On Guam, when it pours, the rain is usually cool. Passing showers stain the streets as the asphalt hisses retaliation with wisps of steam. I remember walking home, heat hugging my legs, raindrops cool like a cloth upon the head of a fevered child. I’ve been living in Japan for three years. No matter how similar our climates look on wiki, I can assure you, similarities are short-lived. Sometimes I feel that no matter how many years away I’ve been, my brain bypasses everything before me opting instead to respond to ghost stimuli, reactions conditioned by a life I’ve not lived for the last three years.

It explains why today, upon hearing rain, despite the humidity clinging to my bones like the rogue locks that broke free from my hastily secured bun only to succumb to the sweat on the nape of my neck, despite the late realization that the raindrops are about as uncomfortably warm as a public toilet vacated seconds before I happened upon it, I’m the only idiot in the office wearing a sweater. Old habits die hard if they ever really die at all.

Some days I feel infinite and alive. I feel like all my doubts, all my fears, all my insecurities reside in another lifetime. Like a separate story in a comic book vignette. I can look back upon them and read them out loud as if I were reading a narrative written by another person, while struggling to figure out why the plot sounds so familiar. Some days like today, hot on the heels of paving a new path, the rain catches up to me. The memories gather steam. The pages stick together, the acrid smell of damp paper and printing ink cuts through the muck. Like the potency of sulfur-seeking propanethiol S-oxide from a cut onion, the combination leaves a tear-stained memo upon my cheeks “Hey Jackie, I know you thought you were doing really good, but don’t forget, you’re really sad. Oh and don’t forget to pick up some milk, too, K? Thanks.”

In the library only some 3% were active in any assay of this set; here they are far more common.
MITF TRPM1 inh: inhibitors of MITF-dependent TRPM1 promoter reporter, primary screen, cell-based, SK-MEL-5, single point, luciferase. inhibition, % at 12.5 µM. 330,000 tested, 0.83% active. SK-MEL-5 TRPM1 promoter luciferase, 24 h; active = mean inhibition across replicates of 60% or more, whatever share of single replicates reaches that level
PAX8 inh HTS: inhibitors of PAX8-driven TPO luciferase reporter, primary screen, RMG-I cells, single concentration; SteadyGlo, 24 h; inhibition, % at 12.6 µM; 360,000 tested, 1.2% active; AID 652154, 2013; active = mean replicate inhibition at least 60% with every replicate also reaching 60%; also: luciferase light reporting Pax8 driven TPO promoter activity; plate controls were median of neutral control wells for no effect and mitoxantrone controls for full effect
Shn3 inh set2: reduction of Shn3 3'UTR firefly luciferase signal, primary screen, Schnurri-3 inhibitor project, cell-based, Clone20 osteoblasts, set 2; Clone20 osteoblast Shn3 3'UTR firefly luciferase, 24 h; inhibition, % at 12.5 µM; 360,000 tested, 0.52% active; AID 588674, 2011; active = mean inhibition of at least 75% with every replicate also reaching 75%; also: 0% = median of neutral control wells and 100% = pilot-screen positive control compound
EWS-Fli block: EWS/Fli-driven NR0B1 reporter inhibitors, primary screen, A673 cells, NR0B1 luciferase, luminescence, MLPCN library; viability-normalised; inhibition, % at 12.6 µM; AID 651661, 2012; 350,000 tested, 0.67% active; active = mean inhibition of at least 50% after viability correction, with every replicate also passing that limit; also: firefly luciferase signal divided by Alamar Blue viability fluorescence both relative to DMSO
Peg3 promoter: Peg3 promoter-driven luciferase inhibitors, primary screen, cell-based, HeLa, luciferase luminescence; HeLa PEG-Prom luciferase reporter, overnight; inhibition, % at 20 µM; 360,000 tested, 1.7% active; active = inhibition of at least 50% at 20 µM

I’m not the biggest fan of running away from things. But sometimes in the process of taking each rough patch one step at a time, your prints get washed away, you close the avenue back into people’s hearts, people’s minds, people’s outstretched arms, you raze the diving board from which your name sprung off the tips of people’s tongues. People you thought you knew so well. There’s nothing left but to push on and plod through the rain with the hopes that maybe one day all of this will rise and disappear with the steam.


Creaky floor

I woke up before you.
I had no idea what to do.

I didn’t want you to wake up and have to hide your disappointment.

Slowly, I got up, and braced myself to tiptoe across your floor. I laughed quietly thinking that all of my martial arts training culminated in this stealth test. I laughed a little harder realizing that I had a pounding headache. “Too much whisky, fuck my life,” I thought.